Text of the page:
Research Overview

My research focuses on the design of system software: the software that manages the hardware and decides how to allocate its resources to applications. We are investigating how to make system software more performant, scalable and and energy-efficient, how to gain better observability into its internal workings, how to bridge the gap between applications and hardware. We are looking for ways to use semantic information in the application (i.e., what the application is actually trying to do) as hints for allocating hardware resources, such as CPU cores and memory.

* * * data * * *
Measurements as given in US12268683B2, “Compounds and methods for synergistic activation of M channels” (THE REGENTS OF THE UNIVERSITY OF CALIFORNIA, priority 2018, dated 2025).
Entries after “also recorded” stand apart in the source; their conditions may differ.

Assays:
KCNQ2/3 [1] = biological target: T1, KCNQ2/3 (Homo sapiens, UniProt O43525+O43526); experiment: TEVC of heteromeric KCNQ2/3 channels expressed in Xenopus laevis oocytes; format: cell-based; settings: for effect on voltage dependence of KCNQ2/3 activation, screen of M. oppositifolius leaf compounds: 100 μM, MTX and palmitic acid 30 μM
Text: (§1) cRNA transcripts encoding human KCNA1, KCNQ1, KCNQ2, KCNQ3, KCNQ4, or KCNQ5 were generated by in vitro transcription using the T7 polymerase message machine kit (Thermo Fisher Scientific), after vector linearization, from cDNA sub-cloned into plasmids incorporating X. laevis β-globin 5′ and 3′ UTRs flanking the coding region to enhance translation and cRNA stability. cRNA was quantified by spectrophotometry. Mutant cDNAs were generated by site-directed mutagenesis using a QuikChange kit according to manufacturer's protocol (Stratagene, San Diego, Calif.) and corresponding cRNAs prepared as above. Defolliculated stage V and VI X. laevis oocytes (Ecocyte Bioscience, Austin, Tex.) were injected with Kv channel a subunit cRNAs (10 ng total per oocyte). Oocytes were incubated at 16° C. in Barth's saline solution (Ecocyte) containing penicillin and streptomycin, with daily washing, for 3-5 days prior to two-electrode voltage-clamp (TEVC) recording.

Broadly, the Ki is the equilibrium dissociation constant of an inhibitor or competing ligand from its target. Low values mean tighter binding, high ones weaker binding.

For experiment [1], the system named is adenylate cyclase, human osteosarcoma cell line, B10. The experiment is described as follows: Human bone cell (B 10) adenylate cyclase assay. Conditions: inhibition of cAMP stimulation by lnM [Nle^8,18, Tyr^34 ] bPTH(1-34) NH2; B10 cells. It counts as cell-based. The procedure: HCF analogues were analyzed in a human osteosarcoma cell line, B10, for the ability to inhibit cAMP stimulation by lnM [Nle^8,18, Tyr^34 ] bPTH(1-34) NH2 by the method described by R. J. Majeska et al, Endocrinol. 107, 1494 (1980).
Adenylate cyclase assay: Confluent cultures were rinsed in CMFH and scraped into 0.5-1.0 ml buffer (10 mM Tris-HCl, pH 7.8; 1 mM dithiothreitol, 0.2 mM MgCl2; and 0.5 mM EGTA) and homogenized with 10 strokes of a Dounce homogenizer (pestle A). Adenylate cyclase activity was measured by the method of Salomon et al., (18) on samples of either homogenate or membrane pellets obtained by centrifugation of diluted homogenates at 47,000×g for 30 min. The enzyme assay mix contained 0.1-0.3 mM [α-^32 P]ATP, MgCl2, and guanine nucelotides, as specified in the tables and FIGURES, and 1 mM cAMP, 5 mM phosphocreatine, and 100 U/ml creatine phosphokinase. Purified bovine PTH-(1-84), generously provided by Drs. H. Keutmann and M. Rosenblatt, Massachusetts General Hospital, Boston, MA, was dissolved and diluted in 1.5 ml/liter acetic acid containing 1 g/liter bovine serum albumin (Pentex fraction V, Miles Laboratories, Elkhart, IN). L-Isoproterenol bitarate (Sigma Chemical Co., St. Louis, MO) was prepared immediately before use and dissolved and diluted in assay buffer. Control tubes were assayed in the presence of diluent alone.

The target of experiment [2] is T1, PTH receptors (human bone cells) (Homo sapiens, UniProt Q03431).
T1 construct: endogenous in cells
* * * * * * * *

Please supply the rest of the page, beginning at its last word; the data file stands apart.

In the past, my students and I focused on operating system scheduling and memory management algorithms that reduce contention for hardware resources. This work culminated in techniques for intelligent placement of virtual containers on physical hardware, to ensure predictable performance and energy efficiency.

While I continue to work on many research directions, my recent passion is memory and storage systems. My current projects revolve around processing-in-memory, NVRAM and other evolving storage hardware, and its applications for deep learning, key-value stores and data analytics systems. Another area of my passion is building system software for accelerator-centric hardware.

To get a more in-depth idea about specific research projects, take a look at my publications and visit Systopia.